In Monday Morning

Suicide Prevention Week + Mental Health Awareness

Shared joy is a double joy. Shared sorrow is half a sorrow. – Swedish Proverb [Tweet this] | [Share on Facebook]

Dennis Gillan enjoyed a wonderful childhood.

He and his four siblings were raised in an idyllic community filled with children their age just outside of New York City. During the summer, they played outside all day; only coming in when it was time for dinner.

Despite childhoods filled with life, laughter and the stuff of movies depicting “the good old days,” the Gillan family – like all families – struggled quietly with depression, too.

While Dennis was away at his first year in college, he received a call that his older brother, Mark, had been in an accident. Mark, who had taught him how to ride a bike, throw a ball and climb a tree, had died.

Upon arriving home, Dennis learned the even more painful truth. His brother’s car wasn’t hit by another car and didn’t strike another object. In fact, his car never left the garage. It wasn’t an accident; it was suicide.

Struggling to Process Loss after Suicide

Unsure how to process their loss, the family kept the agony and emotions bottled up. They rarely spoke of Mark’s death, the struggles he’d quietly shouldered or the insurmountable pain of losing him.

Nine years later Dennis received another call that changed his world. His younger brother, Matthew, the kid that he taught to ride a bike, throw a ball and climb a tree, had also died.

Two brothers. Two deaths. Both suicides.

Dennis was overwhelmed with grief. He remembers being in a thick fog at the funeral, completely unmoored and disengaged during the following week with his family; furious about all he’d lost and even scared for his own life.

After Matthew’s funeral, he remembers the long drive with his wife back to their home. He dreaded going back to work and the idea of pretending that everything was fine.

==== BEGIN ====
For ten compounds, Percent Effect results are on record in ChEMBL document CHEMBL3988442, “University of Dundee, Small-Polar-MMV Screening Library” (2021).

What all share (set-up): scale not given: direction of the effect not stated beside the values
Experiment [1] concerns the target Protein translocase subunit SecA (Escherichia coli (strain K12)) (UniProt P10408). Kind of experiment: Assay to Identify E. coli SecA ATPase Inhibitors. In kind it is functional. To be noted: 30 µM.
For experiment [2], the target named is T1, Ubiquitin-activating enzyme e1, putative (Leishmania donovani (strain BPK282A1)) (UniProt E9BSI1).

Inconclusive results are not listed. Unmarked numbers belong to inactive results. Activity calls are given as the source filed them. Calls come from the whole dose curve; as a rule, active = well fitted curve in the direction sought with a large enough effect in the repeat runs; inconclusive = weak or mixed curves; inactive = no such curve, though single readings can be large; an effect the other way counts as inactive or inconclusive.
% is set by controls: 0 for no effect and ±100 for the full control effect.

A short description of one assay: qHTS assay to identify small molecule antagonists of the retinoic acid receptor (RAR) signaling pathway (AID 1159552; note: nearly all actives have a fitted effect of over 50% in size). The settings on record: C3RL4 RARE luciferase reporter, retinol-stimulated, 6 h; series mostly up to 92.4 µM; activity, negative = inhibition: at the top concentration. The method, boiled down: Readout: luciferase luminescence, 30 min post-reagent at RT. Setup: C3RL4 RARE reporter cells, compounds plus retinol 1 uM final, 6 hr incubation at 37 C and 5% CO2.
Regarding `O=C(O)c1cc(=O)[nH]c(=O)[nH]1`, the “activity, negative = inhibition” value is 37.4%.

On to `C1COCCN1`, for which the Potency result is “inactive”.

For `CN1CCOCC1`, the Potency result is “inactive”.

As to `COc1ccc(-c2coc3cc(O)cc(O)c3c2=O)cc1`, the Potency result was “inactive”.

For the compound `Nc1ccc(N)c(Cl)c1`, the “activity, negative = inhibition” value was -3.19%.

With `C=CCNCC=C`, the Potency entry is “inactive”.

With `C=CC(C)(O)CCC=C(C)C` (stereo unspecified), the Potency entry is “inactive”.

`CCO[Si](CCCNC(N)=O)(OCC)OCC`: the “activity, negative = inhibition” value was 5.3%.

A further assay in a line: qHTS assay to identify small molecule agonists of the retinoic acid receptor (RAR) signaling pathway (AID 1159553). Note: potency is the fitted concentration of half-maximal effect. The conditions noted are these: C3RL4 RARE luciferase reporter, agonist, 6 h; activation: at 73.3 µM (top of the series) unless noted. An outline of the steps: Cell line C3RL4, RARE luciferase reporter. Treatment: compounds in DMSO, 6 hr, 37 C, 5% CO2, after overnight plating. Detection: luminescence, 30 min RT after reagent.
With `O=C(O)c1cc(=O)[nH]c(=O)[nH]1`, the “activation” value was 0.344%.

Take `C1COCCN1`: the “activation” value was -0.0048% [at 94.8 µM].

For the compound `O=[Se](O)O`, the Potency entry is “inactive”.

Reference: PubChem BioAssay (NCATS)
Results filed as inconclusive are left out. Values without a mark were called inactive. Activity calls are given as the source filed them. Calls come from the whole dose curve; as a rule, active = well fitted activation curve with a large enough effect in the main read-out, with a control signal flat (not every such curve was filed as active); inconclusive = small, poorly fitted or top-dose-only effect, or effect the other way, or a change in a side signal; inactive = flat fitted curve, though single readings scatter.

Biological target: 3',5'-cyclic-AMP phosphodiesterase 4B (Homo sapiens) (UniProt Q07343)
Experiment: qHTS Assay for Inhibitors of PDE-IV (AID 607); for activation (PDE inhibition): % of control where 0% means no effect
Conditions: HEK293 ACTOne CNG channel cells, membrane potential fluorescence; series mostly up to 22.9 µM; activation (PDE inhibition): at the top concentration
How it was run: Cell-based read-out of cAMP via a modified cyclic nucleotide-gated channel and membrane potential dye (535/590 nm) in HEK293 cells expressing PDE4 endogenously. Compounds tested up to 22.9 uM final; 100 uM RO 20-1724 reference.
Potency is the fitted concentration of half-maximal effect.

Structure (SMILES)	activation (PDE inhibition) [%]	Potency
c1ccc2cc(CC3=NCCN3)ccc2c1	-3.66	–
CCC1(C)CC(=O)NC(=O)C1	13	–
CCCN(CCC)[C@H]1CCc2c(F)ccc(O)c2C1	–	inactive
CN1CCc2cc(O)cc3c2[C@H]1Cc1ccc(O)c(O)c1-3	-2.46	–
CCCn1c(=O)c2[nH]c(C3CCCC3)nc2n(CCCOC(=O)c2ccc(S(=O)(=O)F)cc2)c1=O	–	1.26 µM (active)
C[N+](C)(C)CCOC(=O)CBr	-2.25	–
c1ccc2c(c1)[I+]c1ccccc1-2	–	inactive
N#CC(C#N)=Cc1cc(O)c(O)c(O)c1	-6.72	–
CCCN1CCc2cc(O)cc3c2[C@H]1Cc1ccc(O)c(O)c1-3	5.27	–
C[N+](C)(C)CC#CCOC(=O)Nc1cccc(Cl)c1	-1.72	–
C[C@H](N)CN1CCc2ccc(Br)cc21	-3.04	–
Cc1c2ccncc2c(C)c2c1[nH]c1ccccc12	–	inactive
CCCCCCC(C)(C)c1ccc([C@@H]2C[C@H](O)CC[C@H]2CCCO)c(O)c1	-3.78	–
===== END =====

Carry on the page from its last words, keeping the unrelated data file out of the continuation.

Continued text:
And, he vividly remembers dreading that, after being gone for more than a week, he’d be returning not only to a life that would never again be the same, but to a yard certain to be in need of maintenance.

It may seem insignificant, but with the dense fog of sadness that already enveloped him, the idea of having to cut the grass after the long drive almost broke him.

As he and his wife pulled onto their street, they noticed immediately.

The grass had been cut, weeds pulled, driveway swept and fresh flowers on the front door, but there was no note. The neighborhood had quietly come together to lift up this young family. Knowing they couldn’t change the past, they were there to support going forward.

The simple act of love overwhelmed Dennis. He parked the car, put his head down and wept.

Finding Support, Resources, and Community after the Death of a Loved One

Dennis began to realize he didn’t have to do this alone.

He sought a counselor and joined a support group. He began processing the losses, stopped self-medicating through drinking and got comfortable asking for help when he needed it. Dennis committed to making sure his brother’s lives weren’t forgotten and their deaths weren’t in vain.

Today Dennis speaks all over the country, using his losses to fuel conversations and encourage others to share their struggles and be open about mental health and suicide.

(Dennis was my most recent guest on the Live Inspired podcast. In an emotional, vulnerable and beautiful conversation he shared his life story – and how we can better live ours. Don’t miss it. Check it out here.)

Of the thousands of people experiencing mental health issues each year, did you know that only 20% seek treatment?

My friend, don’t hide. Seek help and lean into others. When fire ignites, cancer attacks or tragedy strikes, we lean into our community for support, prayers, and love. We must do the same for depression, bipolar disorder, and mental illness. We can’t shoulder the weight alone.

My family, the families of my co-workers and the families of innumerable friends have been directly impacted by depression and suicide. With this being Suicide Prevention Week 2017, let’s bring into the light what has been too long castigated into the darkness.

Check out these tips from National Alliance on Mental Illness to Take Charge of your Mental Health and Support a Loved One’s Mental Health.

Sharing isn’t a sign of weakness but strength. And sharing doubles our joys while halving our sorrows.

This is your day. Double your joys and: Live Inspired.

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